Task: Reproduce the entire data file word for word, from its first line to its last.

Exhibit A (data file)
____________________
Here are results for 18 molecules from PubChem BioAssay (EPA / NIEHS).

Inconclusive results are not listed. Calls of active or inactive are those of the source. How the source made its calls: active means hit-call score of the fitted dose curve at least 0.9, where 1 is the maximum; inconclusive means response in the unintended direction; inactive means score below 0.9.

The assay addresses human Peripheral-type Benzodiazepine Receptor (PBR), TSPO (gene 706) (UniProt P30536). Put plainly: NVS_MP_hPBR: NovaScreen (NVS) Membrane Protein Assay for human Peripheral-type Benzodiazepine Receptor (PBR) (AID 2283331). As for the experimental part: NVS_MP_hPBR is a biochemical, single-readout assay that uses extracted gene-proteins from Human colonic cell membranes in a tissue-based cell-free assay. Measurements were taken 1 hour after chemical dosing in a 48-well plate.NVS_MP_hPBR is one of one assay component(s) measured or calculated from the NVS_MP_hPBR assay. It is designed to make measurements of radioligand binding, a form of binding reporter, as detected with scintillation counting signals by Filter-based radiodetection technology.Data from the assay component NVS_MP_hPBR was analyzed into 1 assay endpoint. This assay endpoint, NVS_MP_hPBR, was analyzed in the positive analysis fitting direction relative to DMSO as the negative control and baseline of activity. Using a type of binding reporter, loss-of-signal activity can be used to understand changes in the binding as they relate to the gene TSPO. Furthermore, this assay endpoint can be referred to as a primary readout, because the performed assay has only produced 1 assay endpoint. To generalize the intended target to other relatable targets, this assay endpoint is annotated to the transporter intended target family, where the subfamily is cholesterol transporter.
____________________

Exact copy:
Here are results for 18 molecules from PubChem BioAssay (EPA / NIEHS).

Inconclusive results are not listed. Calls of active or inactive are those of the source. How the source made its calls: active means hit-call score of the fitted dose curve at least 0.9, where 1 is the maximum; inconclusive means response in the unintended direction; inactive means score below 0.9.

The assay addresses human Peripheral-type Benzodiazepine Receptor (PBR), TSPO (gene 706) (UniProt P30536). Put plainly: NVS_MP_hPBR: NovaScreen (NVS) Membrane Protein Assay for human Peripheral-type Benzodiazepine Receptor (PBR) (AID 2283331). As for the experimental part: NVS_MP_hPBR is a biochemical, single-readout assay that uses extracted gene-proteins from Human colonic cell membranes in a tissue-based cell-free assay. Measurements were taken 1 hour after chemical dosing in a 48-well plate.NVS_MP_hPBR is one of one assay component(s) measured or calculated from the NVS_MP_hPBR assay. It is designed to make measurements of radioligand binding, a form of binding reporter, as detected with scintillation counting signals by Filter-based radiodetection technology.Data from the assay component NVS_MP_hPBR was analyzed into 1 assay endpoint. This assay endpoint, NVS_MP_hPBR, was analyzed in the positive analysis fitting direction relative to DMSO as the negative control and baseline of activity. Using a type of binding reporter, loss-of-signal activity can be used to understand changes in the binding as they relate to the gene TSPO. Furthermore, this assay endpoint can be referred to as a primary readout, because the performed assay has only produced 1 assay endpoint. To generalize the intended target to other relatable targets, this assay endpoint is annotated to the transporter intended target family, where the subfamily is cholesterol transporter.